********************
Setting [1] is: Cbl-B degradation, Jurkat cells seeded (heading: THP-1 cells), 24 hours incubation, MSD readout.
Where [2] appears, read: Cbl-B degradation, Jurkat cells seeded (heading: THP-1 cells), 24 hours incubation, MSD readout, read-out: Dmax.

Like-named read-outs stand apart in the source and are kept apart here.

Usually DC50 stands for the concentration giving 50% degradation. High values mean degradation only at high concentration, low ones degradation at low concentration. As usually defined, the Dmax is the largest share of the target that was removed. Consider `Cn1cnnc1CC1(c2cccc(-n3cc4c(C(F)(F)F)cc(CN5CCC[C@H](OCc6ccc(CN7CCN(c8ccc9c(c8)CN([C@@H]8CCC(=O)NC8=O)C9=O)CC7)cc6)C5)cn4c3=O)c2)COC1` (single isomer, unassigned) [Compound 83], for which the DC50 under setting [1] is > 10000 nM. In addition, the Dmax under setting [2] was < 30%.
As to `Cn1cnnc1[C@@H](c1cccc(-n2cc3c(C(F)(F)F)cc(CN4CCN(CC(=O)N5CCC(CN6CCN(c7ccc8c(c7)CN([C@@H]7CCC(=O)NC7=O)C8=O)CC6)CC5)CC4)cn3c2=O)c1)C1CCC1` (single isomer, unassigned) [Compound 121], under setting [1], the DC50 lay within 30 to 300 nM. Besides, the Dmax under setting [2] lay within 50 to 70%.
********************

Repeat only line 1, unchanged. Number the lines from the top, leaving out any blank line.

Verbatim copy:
Setting [1] is: Cbl-B degradation, Jurkat cells seeded (heading: THP-1 cells), 24 hours incubation, MSD readout.